Transport and biodistribution of dendrimers across human fetal membranes: Implications for intravaginal administration of dendrimer-drug conjugates

Anupa R. Menjoge, Raghavendra S. Navath, Abbas Asad, Sujatha Kannan, Chong J. Kim, Roberto Romero, Rangaramanujam M. Kannan

Research output: Contribution to journalArticlepeer-review

42 Scopus citations


Dendrimers are emerging as promising topical antimicrobial agents, and as targeted nanoscale drug delivery vehicles. Topical intravaginal antimicrobial agents are prescribed to treat the ascending genital infections in pregnant women. The fetal membranes separate the extra-amniotic space and fetus. The purpose of the study is to determine if the dendrimers can be selectively used for local intravaginal application to pregnant women without crossing the membranes into the fetus. In the present study, the transport and permeability of PAMAM (poly (amidoamine)) dendrimers, across human fetal membrane (using a side by side diffusion chamber), and its biodistribution (using immunofluorescence) are evaluated ex-vivo. Transport across human fetal membranes (from the maternal side) was evaluated using Fluorescein (FITC), an established transplacental marker (positive control, size ∼400 Da) and fluorophore-tagged G4-PAMAM dendrimers (∼16 kDa). The fluorophore-tagged G4-PAMAM dendrimers were synthesized and characterized using 1H NMR, MALDI TOF MS and HPLC analysis. Transfer was measured across the intact fetal membrane (chorioamnion), and the separated chorion and amnion layers. Over a 5 h period, the dendrimer transport across all the three membranes was less than <3%, whereas the transport of FITC was relatively fast with as much as 49% transport across the amnion. The permeability of FITC (7.9 × 10-7 cm2/s) through the chorioamnion was 7-fold higher than that of the dendrimer (5.8 × 10-8 cm2/s). The biodistribution showed that the dendrimers were largely present in interstitial spaces in the decidual stromal cells and the chorionic trophoblast cells (in 2.5-4 h) and surprisingly, to a smaller extent internalized in nuclei of trophoblast cells and nuclei and cytoplasm of stromal cells. Passive diffusion and paracellular transport appear to be the major route for dendrimer transport. The overall findings further suggest that entry of drugs conjugated to dendrimers would be restricted across the human fetal membranes when administered topically by intravaginal route, suggesting new ways of selectively delivering therapeutics to the mother without affecting the fetus.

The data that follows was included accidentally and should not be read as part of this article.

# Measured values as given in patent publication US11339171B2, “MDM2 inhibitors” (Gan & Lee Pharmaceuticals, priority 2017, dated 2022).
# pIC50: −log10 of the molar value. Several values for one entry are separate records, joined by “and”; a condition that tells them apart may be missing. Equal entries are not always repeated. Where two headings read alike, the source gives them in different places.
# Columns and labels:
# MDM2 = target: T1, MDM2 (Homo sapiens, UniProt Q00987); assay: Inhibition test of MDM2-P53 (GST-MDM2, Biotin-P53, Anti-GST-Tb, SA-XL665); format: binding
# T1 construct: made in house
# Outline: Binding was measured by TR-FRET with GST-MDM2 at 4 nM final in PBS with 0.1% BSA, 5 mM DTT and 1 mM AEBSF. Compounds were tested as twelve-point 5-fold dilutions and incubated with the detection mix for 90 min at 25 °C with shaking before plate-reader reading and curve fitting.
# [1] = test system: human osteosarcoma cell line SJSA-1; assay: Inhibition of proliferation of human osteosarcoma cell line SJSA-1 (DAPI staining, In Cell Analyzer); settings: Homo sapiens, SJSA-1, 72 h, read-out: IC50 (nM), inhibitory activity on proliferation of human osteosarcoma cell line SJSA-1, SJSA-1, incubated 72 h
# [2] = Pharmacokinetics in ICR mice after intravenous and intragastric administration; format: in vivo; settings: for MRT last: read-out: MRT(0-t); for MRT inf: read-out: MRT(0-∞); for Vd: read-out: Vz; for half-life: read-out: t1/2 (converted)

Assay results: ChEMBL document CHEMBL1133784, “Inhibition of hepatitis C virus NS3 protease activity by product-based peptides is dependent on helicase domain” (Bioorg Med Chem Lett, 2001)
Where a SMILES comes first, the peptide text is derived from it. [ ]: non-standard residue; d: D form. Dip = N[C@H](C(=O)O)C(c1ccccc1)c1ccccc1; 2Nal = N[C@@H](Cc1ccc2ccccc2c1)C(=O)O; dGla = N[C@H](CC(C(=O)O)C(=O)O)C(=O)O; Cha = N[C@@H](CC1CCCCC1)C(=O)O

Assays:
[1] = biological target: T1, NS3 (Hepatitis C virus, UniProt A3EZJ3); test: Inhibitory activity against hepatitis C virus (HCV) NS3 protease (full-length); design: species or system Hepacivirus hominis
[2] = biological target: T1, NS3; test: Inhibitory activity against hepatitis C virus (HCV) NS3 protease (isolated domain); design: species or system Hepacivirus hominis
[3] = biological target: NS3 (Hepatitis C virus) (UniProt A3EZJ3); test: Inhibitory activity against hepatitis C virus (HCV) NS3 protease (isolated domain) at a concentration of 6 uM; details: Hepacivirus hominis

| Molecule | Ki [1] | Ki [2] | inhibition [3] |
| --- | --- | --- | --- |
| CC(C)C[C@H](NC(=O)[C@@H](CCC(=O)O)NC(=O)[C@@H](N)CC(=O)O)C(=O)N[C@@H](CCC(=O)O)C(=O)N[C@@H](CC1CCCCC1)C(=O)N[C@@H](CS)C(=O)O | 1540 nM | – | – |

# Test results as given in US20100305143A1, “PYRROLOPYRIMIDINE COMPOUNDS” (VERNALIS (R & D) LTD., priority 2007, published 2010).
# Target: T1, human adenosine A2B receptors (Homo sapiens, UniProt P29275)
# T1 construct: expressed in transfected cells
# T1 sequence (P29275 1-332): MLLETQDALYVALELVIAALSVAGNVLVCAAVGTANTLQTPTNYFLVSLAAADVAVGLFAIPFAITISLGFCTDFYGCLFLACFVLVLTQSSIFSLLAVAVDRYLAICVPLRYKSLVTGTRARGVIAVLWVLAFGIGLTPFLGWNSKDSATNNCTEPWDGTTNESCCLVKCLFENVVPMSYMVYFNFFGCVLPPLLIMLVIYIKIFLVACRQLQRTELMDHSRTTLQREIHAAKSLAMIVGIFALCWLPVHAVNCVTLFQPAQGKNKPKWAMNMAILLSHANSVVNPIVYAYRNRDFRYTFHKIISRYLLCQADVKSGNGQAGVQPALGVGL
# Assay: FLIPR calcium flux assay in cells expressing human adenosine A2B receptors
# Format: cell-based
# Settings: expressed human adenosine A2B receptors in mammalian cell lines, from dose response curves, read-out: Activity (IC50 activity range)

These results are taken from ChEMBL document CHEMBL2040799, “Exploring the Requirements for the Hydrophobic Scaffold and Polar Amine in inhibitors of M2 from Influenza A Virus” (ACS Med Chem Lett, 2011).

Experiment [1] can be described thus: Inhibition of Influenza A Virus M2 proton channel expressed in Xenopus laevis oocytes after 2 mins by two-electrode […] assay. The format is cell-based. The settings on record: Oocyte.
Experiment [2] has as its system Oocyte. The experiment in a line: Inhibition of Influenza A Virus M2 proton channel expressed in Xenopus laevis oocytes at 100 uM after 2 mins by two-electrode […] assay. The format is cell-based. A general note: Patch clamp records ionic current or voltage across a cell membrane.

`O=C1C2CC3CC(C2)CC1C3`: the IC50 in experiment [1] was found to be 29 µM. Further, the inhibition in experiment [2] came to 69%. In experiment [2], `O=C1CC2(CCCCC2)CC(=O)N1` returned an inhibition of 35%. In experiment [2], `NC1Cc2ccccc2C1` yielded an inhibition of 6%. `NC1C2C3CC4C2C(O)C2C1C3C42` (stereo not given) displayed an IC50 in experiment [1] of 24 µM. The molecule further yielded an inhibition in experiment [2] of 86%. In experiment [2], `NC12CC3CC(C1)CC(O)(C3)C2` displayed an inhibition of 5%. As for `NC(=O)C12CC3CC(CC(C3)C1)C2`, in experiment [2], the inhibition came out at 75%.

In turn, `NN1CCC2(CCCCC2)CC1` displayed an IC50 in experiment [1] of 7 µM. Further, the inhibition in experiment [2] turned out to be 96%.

Original languageEnglish (US)
Pages (from-to)5007-5021
Number of pages15
Issue number18
StatePublished - Jun 2010
Externally publishedYes


  • Biodistribution
  • Chorioamnion
  • Dendrimers
  • Membrane permeability
  • Nanotoxicology
  • Topical intravaginal
  • Transplacental transport

ASJC Scopus subject areas

  • Bioengineering
  • Ceramics and Composites
  • Biophysics
  • Biomaterials
  • Mechanics of Materials


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